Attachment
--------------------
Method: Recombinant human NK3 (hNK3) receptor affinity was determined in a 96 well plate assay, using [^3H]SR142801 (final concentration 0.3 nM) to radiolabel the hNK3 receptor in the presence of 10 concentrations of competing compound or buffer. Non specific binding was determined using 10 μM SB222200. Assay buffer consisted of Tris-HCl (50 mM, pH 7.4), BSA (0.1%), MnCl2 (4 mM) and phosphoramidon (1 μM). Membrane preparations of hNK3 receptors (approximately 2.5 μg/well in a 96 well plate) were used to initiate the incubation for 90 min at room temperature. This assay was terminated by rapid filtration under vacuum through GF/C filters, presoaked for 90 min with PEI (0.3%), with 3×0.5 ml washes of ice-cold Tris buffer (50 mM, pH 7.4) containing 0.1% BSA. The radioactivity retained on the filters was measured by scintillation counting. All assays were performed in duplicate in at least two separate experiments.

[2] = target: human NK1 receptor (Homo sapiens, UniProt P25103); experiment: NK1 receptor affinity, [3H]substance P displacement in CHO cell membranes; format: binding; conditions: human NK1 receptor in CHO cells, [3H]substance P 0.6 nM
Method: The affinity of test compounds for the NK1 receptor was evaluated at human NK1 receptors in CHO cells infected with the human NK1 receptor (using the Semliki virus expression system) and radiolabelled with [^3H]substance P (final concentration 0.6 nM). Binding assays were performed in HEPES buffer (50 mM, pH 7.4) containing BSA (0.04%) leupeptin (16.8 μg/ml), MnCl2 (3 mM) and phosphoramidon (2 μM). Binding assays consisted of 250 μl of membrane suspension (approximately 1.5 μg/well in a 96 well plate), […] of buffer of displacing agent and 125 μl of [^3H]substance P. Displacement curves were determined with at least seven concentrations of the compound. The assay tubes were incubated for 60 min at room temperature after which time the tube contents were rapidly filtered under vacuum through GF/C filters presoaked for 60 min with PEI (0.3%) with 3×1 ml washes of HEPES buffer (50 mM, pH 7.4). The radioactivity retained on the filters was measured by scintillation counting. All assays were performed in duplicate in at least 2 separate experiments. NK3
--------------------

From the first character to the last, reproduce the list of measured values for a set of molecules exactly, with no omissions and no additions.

Method: Recombinant human NK3 (hNK3) receptor affinity was determined in a 96 well plate assay, using [^3H]SR142801 (final concentration 0.3 nM) to radiolabel the hNK3 receptor in the presence of 10 concentrations of competing compound or buffer. Non specific binding was determined using 10 μM SB222200. Assay buffer consisted of Tris-HCl (50 mM, pH 7.4), BSA (0.1%), MnCl2 (4 mM) and phosphoramidon (1 μM). Membrane preparations of hNK3 receptors (approximately 2.5 μg/well in a 96 well plate) were used to initiate the incubation for 90 min at room temperature. This assay was terminated by rapid filtration under vacuum through GF/C filters, presoaked for 90 min with PEI (0.3%), with 3×0.5 ml washes of ice-cold Tris buffer (50 mM, pH 7.4) containing 0.1% BSA. The radioactivity retained on the filters was measured by scintillation counting. All assays were performed in duplicate in at least two separate experiments.

[2] = target: human NK1 receptor (Homo sapiens, UniProt P25103); experiment: NK1 receptor affinity, [3H]substance P displacement in CHO cell membranes; format: binding; conditions: human NK1 receptor in CHO cells, [3H]substance P 0.6 nM
Method: The affinity of test compounds for the NK1 receptor was evaluated at human NK1 receptors in CHO cells infected with the human NK1 receptor (using the Semliki virus expression system) and radiolabelled with [^3H]substance P (final concentration 0.6 nM). Binding assays were performed in HEPES buffer (50 mM, pH 7.4) containing BSA (0.04%) leupeptin (16.8 μg/ml), MnCl2 (3 mM) and phosphoramidon (2 μM). Binding assays consisted of 250 μl of membrane suspension (approximately 1.5 μg/well in a 96 well plate), […] of buffer of displacing agent and 125 μl of [^3H]substance P. Displacement curves were determined with at least seven concentrations of the compound. The assay tubes were incubated for 60 min at room temperature after which time the tube contents were rapidly filtered under vacuum through GF/C filters presoaked for 60 min with PEI (0.3%) with 3×1 ml washes of HEPES buffer (50 mM, pH 7.4). The radioactivity retained on the filters was measured by scintillation counting. All assays were performed in duplicate in at least 2 separate experiments. NK3